Known for its nineteenth century Victorian houses, Toronto’s historic Yorkville neighbourhood is poised for the new millennium with the arrival of a metropolitan scale skyscraper and world-class hotel. The contradiction between these two eras and scales is reconciled in the landscape, where stylistic elements from the former period are amplified to fit modern day perceptions.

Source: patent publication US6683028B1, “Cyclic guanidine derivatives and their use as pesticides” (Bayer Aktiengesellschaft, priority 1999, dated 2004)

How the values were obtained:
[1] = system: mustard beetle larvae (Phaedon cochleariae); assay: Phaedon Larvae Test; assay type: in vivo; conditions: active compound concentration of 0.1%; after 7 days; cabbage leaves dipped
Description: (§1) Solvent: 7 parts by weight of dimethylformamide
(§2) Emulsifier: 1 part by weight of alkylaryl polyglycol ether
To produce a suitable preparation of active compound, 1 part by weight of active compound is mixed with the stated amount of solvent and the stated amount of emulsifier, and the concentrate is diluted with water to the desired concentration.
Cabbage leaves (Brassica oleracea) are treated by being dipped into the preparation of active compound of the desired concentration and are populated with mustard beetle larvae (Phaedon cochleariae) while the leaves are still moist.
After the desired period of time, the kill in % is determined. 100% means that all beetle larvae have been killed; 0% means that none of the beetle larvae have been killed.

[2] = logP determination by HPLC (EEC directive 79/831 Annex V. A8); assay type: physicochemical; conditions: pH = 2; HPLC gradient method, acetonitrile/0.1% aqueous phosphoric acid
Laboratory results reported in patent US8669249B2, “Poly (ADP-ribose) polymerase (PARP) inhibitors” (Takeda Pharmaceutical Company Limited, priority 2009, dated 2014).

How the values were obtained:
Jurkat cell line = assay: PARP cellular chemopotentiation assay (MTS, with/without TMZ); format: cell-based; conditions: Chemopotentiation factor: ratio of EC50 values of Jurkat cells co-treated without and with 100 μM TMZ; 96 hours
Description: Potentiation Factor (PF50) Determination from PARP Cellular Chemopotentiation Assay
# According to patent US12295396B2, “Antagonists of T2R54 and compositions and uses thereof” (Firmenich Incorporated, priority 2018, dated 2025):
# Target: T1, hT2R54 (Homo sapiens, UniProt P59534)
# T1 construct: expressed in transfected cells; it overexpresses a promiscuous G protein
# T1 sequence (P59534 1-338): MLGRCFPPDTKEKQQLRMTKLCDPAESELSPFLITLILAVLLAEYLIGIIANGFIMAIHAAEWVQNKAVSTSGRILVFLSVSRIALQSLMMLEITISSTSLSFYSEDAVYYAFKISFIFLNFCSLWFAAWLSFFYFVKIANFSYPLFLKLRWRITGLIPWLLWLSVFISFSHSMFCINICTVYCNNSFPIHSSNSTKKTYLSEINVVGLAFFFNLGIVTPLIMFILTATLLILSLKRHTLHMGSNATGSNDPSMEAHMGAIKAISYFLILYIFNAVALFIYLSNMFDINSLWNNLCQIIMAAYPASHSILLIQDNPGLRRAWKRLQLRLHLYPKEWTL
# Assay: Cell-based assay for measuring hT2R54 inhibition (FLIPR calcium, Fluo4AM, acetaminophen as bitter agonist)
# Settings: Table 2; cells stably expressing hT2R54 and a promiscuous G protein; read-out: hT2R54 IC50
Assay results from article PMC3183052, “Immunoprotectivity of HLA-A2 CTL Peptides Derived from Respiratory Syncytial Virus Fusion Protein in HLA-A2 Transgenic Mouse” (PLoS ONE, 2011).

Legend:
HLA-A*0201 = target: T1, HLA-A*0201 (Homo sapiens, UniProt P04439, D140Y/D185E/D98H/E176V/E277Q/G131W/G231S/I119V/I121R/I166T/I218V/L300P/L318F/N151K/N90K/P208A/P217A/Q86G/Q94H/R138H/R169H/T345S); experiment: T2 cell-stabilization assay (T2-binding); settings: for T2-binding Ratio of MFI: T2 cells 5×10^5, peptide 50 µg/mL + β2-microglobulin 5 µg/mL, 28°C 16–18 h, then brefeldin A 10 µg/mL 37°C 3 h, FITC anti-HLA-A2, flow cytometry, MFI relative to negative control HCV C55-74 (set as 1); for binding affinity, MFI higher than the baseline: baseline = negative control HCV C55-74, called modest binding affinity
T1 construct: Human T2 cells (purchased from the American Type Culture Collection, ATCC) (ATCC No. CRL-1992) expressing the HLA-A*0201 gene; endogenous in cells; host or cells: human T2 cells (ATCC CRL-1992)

We deployed three key landscape elements between the contemporary complex and its elderly neighbours, a heritage fire station and library. An overscaled “urban carpet” rendered in eight tones of red cobblestones greets hotel guests, a grand cast-iron fountain stands four stories high, and a rose-less rose garden, where the swirl of petals produces pathways and shrub beds, provides a space of rest. The oversizing of these classic features creates powerful spatial experiences on the ground – and offers playful views from the towers above.